There's no doubt that Major League Baseball's Department of Investigations accomplished exactly what Commissioner Bud Selig sent it to South Florida to do. AfterMiami New Times
revealed that a local clinic called Biogenesis was selling performance-enhancing drugs to a host of baseball stars, the investigators were tasked with collecting the evidence to suspend them. Within six months, they had delivered, and Selig had handed down a record round of suspensions, including 211 games for Alex Rodriguez.
But to gather that evidence, the investigators played dirty. They paid cash in the back of SUVs. They threatened witnesses. They bought evidence stolen in a daylight parking lot robbery. The team's leader even had a sexual relationship with a potential witness.
Now, the other shoe has dropped. MLB execs announced this afternoon that they've cleaned house, firing most of the top investigators.
"After the Biogenesis investigation, we made a decision that certain structural changes were necessary in order to have a more efficient and effective investigative unit," MLB's chief operating officer, Robert Manfred, tells the New York Times. "Once we made structural changes, it resulted in the elimination of some positions."
Among those getting the ax are the unit's head, Dan Mullin; his deputy, George Hanna; and senior investigator Ed Dominguez.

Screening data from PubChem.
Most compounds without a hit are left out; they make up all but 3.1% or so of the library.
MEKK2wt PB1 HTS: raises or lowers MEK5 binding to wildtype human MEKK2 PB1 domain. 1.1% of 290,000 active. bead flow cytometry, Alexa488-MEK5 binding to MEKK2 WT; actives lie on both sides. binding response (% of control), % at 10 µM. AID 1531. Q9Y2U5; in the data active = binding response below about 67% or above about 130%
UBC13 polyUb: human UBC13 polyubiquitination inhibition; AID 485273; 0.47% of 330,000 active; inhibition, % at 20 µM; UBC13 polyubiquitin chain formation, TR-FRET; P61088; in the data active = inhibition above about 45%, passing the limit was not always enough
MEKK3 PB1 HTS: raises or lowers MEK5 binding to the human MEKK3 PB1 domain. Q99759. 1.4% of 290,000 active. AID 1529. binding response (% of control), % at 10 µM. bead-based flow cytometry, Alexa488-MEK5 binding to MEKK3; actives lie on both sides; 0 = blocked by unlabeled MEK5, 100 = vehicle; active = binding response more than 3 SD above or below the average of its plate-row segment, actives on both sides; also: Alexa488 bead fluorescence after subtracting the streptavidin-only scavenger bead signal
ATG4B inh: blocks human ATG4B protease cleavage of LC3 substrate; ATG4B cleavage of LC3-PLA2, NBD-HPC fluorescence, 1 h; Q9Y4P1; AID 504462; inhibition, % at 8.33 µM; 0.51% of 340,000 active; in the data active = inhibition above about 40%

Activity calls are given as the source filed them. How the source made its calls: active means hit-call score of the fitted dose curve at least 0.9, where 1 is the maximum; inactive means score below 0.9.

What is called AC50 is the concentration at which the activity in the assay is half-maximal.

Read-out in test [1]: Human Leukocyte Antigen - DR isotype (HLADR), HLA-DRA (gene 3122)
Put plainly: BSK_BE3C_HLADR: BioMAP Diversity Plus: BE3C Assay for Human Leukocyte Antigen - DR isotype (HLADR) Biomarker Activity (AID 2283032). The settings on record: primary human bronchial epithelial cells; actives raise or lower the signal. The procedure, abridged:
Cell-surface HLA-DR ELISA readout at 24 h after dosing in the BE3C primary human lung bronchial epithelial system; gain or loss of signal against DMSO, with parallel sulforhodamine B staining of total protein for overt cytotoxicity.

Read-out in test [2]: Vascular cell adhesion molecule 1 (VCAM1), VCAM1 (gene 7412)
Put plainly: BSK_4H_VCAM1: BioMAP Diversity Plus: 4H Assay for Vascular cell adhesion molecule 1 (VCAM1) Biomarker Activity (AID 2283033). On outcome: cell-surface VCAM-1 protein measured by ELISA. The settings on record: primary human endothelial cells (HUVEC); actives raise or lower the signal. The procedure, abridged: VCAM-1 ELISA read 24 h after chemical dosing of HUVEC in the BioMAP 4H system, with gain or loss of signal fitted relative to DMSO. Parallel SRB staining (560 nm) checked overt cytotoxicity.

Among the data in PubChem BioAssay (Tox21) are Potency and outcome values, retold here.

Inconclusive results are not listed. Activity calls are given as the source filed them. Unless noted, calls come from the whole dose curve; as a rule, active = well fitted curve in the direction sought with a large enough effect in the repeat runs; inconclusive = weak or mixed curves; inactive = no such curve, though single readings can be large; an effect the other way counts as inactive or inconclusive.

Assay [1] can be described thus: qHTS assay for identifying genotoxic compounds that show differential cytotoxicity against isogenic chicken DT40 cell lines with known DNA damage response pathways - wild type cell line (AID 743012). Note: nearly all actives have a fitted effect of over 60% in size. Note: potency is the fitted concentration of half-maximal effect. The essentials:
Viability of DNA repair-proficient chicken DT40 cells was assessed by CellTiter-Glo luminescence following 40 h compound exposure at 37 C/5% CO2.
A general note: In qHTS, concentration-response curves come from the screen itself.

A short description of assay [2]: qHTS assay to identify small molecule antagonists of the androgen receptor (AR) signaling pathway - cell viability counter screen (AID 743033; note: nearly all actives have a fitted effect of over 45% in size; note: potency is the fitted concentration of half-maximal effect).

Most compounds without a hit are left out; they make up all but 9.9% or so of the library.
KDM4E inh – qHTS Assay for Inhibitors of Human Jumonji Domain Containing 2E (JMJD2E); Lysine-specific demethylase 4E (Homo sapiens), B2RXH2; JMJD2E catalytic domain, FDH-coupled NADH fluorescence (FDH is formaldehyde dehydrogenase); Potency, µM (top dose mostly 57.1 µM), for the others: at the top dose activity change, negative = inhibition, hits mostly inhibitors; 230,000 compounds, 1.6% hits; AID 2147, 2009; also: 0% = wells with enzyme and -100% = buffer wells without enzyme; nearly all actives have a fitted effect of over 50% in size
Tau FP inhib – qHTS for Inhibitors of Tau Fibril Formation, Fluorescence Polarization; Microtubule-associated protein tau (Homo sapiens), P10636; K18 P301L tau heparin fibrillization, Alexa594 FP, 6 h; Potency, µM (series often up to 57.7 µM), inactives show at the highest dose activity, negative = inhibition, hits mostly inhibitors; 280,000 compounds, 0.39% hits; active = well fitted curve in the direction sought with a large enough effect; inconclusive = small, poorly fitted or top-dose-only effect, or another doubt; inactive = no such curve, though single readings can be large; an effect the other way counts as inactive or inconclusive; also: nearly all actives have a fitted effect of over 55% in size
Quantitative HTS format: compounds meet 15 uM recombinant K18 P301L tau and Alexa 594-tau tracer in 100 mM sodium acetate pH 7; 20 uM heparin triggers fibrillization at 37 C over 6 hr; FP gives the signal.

In our second in-depth story on the clinic and its fallout, New Times was the first to air allegations of misconduct by the investigators. The piece revealed former Biogenesis employee Porter Fischer as the whistleblower who'd leaked the clinic's records and included his allegations that Mullin's team had alternately threatened him with legal action and offered thousands of dollars to cooperate.
Fischer also detailed how boxes of records were stolen from the back of his car while he was attempting to take them to state investigators. Mullin's team later purchased those records.
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Those claims of misconduct would later be echoed by several other former Biogenesis employees in Alex Rodriguez's lawsuit against MLB. Rodriguez paid $100,000 to one former employee, a nurse named Loraine Delgadillo, who provided texts showing that Mullin had started a sexual relationship with her during the investigation.
In the end, the allegations against Mullin and his team weren't enough to help A-Rod. An arbitrator upheld his suspension and ruled that the claims -- including Mullin's affair with Delgadillo -- didn't unduly affect the case.
But they did expose Selig and his league to plenty of unnecessary bad ink in the tabloids at the height of A-Rod mania, which is the underlying reason behind today's action.